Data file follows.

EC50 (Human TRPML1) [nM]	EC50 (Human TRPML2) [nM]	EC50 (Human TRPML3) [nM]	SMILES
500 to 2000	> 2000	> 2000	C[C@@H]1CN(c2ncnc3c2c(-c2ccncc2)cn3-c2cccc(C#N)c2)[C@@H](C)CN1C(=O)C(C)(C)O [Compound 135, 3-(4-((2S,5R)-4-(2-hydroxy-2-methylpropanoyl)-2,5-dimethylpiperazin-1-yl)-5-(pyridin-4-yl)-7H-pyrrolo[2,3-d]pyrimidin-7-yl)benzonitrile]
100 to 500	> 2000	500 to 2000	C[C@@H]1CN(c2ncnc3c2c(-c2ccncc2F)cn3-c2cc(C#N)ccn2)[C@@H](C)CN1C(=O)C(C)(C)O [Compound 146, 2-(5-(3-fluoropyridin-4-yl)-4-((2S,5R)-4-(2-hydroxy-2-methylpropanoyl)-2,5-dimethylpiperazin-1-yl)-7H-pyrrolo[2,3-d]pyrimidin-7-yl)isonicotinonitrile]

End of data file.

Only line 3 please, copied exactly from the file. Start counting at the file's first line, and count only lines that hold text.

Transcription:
100 to 500	> 2000	500 to 2000	C[C@@H]1CN(c2ncnc3c2c(-c2ccncc2F)cn3-c2cc(C#N)ccn2)[C@@H](C)CN1C(=O)C(C)(C)O [Compound 146, 2-(5-(3-fluoropyridin-4-yl)-4-((2S,5R)-4-(2-hydroxy-2-methylpropanoyl)-2,5-dimethylpiperazin-1-yl)-7H-pyrrolo[2,3-d]pyrimidin-7-yl)isonicotinonitrile]